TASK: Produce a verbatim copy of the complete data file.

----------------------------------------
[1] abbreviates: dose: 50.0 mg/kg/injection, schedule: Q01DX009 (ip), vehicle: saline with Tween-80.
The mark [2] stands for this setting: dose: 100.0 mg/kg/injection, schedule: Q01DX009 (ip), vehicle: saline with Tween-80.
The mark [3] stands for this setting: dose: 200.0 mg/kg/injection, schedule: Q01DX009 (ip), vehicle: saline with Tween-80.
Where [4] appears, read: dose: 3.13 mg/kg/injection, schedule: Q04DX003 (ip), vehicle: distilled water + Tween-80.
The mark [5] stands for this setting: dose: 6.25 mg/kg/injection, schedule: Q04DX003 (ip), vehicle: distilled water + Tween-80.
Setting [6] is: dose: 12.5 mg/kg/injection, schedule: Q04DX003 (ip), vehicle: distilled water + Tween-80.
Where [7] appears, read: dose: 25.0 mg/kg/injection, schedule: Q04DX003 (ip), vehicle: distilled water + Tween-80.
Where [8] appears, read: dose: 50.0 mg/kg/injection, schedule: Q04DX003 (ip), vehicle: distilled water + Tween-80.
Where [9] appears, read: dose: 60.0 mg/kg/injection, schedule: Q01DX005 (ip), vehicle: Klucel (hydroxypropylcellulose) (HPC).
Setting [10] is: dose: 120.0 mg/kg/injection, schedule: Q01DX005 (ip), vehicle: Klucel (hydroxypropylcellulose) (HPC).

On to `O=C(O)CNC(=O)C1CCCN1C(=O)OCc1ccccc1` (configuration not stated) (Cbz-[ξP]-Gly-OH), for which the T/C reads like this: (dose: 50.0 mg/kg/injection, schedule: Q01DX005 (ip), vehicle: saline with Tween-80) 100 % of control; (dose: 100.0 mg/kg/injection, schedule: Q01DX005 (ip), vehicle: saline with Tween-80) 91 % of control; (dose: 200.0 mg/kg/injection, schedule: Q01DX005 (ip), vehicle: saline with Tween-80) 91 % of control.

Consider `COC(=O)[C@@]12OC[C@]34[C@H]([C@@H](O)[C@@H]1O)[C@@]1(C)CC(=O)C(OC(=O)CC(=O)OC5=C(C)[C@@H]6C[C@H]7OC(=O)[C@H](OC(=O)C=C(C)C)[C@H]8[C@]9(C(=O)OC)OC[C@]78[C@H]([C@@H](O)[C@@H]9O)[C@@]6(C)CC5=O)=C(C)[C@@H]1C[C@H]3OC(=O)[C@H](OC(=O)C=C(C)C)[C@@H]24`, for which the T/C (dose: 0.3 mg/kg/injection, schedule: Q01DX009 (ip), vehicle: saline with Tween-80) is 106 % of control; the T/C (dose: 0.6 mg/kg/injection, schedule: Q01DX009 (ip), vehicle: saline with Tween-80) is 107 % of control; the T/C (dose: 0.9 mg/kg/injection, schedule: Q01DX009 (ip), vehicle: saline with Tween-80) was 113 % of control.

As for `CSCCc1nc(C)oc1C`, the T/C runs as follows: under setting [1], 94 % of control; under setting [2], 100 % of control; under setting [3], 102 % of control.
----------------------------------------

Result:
[1] abbreviates: dose: 50.0 mg/kg/injection, schedule: Q01DX009 (ip), vehicle: saline with Tween-80.
The mark [2] stands for this setting: dose: 100.0 mg/kg/injection, schedule: Q01DX009 (ip), vehicle: saline with Tween-80.
The mark [3] stands for this setting: dose: 200.0 mg/kg/injection, schedule: Q01DX009 (ip), vehicle: saline with Tween-80.
Where [4] appears, read: dose: 3.13 mg/kg/injection, schedule: Q04DX003 (ip), vehicle: distilled water + Tween-80.
The mark [5] stands for this setting: dose: 6.25 mg/kg/injection, schedule: Q04DX003 (ip), vehicle: distilled water + Tween-80.
Setting [6] is: dose: 12.5 mg/kg/injection, schedule: Q04DX003 (ip), vehicle: distilled water + Tween-80.
Where [7] appears, read: dose: 25.0 mg/kg/injection, schedule: Q04DX003 (ip), vehicle: distilled water + Tween-80.
Where [8] appears, read: dose: 50.0 mg/kg/injection, schedule: Q04DX003 (ip), vehicle: distilled water + Tween-80.
Where [9] appears, read: dose: 60.0 mg/kg/injection, schedule: Q01DX005 (ip), vehicle: Klucel (hydroxypropylcellulose) (HPC).
Setting [10] is: dose: 120.0 mg/kg/injection, schedule: Q01DX005 (ip), vehicle: Klucel (hydroxypropylcellulose) (HPC).

On to `O=C(O)CNC(=O)C1CCCN1C(=O)OCc1ccccc1` (configuration not stated) (Cbz-[ξP]-Gly-OH), for which the T/C reads like this: (dose: 50.0 mg/kg/injection, schedule: Q01DX005 (ip), vehicle: saline with Tween-80) 100 % of control; (dose: 100.0 mg/kg/injection, schedule: Q01DX005 (ip), vehicle: saline with Tween-80) 91 % of control; (dose: 200.0 mg/kg/injection, schedule: Q01DX005 (ip), vehicle: saline with Tween-80) 91 % of control.

Consider `COC(=O)[C@@]12OC[C@]34[C@H]([C@@H](O)[C@@H]1O)[C@@]1(C)CC(=O)C(OC(=O)CC(=O)OC5=C(C)[C@@H]6C[C@H]7OC(=O)[C@H](OC(=O)C=C(C)C)[C@H]8[C@]9(C(=O)OC)OC[C@]78[C@H]([C@@H](O)[C@@H]9O)[C@@]6(C)CC5=O)=C(C)[C@@H]1C[C@H]3OC(=O)[C@H](OC(=O)C=C(C)C)[C@@H]24`, for which the T/C (dose: 0.3 mg/kg/injection, schedule: Q01DX009 (ip), vehicle: saline with Tween-80) is 106 % of control; the T/C (dose: 0.6 mg/kg/injection, schedule: Q01DX009 (ip), vehicle: saline with Tween-80) is 107 % of control; the T/C (dose: 0.9 mg/kg/injection, schedule: Q01DX009 (ip), vehicle: saline with Tween-80) was 113 % of control.

As for `CSCCc1nc(C)oc1C`, the T/C runs as follows: under setting [1], 94 % of control; under setting [2], 100 % of control; under setting [3], 102 % of control.